No scholar today believes the Mandans had Welsh blood. Indeed, the supposed impetus of the Welsh Indian theory was to confer North American discovery rights on the British—that is, before anyone discovered evidence of Viking Leif Ericson. The working principal that kept the Welsh Indian theory alive after the American Revolution seems to be that mere Indians were primitive creatures, incapable of an existence beyond hunting and gathering. The eradication of the farming tribes along the Missouri served to extend this conceit to future generations—who conveniently forgot about the Mayas, Incas and Aztecs.
Catlin claimed the Mandans had never seen a white man before Lewis and Clark in 1804, but French traders had interacted with them for nearly a century. They, along with enlisted men of the Lewis and Clark Expedition, may have “left behind” the pale eyes and hair.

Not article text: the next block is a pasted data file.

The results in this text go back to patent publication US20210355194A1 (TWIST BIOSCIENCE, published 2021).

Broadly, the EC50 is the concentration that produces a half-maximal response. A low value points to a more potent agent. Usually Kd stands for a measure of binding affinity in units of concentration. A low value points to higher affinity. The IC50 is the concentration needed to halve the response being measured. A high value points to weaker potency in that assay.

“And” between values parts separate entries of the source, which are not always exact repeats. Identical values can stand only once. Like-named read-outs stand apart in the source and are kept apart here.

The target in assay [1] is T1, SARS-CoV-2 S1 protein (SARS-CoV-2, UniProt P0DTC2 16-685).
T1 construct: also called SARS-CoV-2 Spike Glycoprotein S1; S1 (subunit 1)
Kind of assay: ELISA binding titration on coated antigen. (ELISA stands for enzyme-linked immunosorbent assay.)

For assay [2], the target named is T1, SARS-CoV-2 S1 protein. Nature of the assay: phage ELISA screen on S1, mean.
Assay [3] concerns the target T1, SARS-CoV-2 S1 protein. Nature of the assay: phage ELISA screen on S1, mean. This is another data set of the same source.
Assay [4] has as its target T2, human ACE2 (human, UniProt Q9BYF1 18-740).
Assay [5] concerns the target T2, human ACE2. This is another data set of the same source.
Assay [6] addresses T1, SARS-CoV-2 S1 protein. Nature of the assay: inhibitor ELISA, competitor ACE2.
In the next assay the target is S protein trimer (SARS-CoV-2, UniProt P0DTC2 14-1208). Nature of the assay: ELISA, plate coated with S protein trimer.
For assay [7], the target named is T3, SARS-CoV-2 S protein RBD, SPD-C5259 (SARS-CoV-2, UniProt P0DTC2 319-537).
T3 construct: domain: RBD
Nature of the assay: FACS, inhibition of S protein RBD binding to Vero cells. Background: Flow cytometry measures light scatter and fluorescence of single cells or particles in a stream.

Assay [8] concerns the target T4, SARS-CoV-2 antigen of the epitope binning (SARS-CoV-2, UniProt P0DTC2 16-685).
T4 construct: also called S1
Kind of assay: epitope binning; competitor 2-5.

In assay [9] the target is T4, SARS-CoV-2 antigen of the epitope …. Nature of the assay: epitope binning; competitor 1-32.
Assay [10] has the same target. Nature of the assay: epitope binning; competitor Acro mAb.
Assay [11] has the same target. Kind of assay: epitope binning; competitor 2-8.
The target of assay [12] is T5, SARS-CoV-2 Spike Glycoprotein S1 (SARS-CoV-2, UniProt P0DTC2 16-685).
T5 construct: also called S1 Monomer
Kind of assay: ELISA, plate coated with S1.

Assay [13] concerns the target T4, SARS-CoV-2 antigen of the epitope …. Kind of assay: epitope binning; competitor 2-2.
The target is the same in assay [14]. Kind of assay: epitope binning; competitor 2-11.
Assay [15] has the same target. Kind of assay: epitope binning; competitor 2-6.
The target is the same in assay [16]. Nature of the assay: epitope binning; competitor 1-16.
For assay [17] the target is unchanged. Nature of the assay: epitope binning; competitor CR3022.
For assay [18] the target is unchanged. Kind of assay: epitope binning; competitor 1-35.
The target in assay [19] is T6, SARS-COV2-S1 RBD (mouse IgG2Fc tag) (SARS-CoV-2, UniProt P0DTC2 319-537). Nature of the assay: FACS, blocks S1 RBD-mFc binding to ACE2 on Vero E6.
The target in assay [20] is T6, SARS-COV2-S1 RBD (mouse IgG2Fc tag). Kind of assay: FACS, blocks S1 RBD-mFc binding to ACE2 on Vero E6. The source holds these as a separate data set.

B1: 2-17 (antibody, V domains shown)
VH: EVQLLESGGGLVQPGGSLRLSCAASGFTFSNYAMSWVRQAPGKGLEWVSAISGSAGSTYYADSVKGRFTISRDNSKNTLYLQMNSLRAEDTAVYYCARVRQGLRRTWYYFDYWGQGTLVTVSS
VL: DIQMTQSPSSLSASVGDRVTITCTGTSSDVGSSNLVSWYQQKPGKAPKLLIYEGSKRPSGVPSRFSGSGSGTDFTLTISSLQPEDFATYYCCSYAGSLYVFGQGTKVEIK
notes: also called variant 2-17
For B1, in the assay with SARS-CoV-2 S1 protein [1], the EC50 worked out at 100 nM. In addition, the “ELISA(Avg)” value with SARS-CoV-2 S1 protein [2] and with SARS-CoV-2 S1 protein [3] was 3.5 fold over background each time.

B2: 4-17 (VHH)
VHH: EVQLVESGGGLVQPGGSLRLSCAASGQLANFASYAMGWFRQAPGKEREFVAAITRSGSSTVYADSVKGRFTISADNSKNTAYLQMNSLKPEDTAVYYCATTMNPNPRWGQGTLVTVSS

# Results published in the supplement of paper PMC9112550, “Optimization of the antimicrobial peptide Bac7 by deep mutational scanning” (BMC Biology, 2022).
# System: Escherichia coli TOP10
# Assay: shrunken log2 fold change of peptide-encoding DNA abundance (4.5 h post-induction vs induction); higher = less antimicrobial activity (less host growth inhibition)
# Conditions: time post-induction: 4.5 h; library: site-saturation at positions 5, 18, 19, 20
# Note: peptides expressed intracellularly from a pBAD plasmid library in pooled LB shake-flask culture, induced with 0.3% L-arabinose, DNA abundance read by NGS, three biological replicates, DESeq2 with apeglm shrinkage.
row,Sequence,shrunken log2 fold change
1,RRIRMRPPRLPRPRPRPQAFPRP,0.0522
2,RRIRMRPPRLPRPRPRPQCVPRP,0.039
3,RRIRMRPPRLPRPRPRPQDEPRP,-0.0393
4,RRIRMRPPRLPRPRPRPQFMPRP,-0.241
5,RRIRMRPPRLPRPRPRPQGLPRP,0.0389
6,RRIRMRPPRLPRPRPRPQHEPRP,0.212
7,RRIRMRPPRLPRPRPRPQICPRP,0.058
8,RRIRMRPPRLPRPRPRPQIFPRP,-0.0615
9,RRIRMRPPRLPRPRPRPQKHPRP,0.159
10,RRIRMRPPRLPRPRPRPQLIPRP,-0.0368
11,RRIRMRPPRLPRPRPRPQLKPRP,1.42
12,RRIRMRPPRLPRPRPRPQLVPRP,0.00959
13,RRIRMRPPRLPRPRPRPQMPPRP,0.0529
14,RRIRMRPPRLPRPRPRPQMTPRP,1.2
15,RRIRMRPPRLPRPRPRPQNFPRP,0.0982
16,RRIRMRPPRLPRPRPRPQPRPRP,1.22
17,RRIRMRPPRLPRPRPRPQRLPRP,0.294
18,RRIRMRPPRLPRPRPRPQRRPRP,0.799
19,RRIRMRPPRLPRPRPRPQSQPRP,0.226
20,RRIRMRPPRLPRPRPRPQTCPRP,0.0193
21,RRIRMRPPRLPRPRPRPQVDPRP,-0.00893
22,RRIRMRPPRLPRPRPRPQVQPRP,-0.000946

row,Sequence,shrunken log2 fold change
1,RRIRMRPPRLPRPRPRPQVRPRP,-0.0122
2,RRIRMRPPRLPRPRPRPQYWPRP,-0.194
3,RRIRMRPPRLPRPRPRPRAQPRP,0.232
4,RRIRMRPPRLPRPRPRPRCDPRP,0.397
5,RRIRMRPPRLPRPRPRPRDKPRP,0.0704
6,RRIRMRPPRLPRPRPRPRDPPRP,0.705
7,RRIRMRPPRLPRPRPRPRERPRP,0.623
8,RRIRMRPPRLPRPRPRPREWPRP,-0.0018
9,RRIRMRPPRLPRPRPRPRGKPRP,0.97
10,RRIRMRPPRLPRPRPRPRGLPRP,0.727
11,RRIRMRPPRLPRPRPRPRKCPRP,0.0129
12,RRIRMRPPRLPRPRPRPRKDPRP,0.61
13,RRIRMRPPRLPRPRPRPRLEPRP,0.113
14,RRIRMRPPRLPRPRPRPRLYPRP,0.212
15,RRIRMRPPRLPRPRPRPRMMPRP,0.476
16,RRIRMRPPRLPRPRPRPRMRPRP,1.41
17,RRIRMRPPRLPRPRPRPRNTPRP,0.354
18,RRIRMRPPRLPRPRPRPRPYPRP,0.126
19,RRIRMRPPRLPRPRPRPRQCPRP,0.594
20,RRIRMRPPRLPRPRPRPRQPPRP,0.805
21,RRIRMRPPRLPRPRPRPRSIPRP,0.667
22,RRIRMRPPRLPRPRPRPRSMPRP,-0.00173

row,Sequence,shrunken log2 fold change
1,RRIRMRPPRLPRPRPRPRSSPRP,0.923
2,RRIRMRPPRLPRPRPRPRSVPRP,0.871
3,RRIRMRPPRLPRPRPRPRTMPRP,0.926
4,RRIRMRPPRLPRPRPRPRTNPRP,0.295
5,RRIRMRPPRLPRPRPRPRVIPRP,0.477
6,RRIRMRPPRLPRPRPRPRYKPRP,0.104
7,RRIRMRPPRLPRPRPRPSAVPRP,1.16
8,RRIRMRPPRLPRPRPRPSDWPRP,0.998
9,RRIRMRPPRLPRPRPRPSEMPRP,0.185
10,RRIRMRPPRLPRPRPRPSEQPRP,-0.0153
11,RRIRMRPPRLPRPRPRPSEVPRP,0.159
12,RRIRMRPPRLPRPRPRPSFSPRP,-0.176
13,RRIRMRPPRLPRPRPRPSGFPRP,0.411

As for the sophisticated infrastructure, farming tribes often built stockades, and in the intense cold of the Missouri River valley in the dead of winter, it couldn’t have taken the Mandans and other farming tribes long to learn to insulate log structures by covering them with dirt. The Navajos also built earth-covered wooden houses, but nobody ever mistook them for Welshmen. And the coracle was a no-brainer to any Indian who had used a waterproof leather bag to boil water in the days before iron pots, especially in regions lacking birch or elm trees or logs large enough to hollow out.
Catlin’s glossary was also wishful thinking, for the Mandan language as reconstructed in part from his own notes is clearly a Siouan language. Any Oglala or Hunkpapa would have understood that Catlin’s friend and artistic subject Matotope was named “Four Bears.” Mato is straight Lakota for“Bear” and has nothing whatsoever to do with “Madoc.”
Originally published in the February 2012 issue of Wild West. To subscribe, click here.